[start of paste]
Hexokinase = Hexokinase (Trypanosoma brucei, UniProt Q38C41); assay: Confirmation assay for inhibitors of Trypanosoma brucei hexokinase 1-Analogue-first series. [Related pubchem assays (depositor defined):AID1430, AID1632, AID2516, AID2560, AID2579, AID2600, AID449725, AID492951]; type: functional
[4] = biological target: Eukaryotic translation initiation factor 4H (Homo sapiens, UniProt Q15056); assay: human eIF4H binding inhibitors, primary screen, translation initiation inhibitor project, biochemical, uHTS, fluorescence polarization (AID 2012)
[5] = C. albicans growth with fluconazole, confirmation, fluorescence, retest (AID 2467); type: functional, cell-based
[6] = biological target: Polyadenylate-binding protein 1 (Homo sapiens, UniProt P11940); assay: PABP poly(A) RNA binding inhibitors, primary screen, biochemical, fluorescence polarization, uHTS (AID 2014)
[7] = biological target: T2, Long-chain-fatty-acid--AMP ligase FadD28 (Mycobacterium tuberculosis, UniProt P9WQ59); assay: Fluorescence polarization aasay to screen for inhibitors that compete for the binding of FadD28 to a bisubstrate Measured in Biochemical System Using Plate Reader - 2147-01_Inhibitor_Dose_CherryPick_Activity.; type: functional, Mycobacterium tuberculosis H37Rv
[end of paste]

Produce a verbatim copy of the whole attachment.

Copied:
Hexokinase = Hexokinase (Trypanosoma brucei, UniProt Q38C41); assay: Confirmation assay for inhibitors of Trypanosoma brucei hexokinase 1-Analogue-first series. [Related pubchem assays (depositor defined):AID1430, AID1632, AID2516, AID2560, AID2579, AID2600, AID449725, AID492951]; type: functional
[4] = biological target: Eukaryotic translation initiation factor 4H (Homo sapiens, UniProt Q15056); assay: human eIF4H binding inhibitors, primary screen, translation initiation inhibitor project, biochemical, uHTS, fluorescence polarization (AID 2012)
[5] = C. albicans growth with fluconazole, confirmation, fluorescence, retest (AID 2467); type: functional, cell-based
[6] = biological target: Polyadenylate-binding protein 1 (Homo sapiens, UniProt P11940); assay: PABP poly(A) RNA binding inhibitors, primary screen, biochemical, fluorescence polarization, uHTS (AID 2014)
[7] = biological target: T2, Long-chain-fatty-acid--AMP ligase FadD28 (Mycobacterium tuberculosis, UniProt P9WQ59); assay: Fluorescence polarization aasay to screen for inhibitors that compete for the binding of FadD28 to a bisubstrate Measured in Biochemical System Using Plate Reader - 2147-01_Inhibitor_Dose_CherryPick_Activity.; type: functional, Mycobacterium tuberculosis H37Rv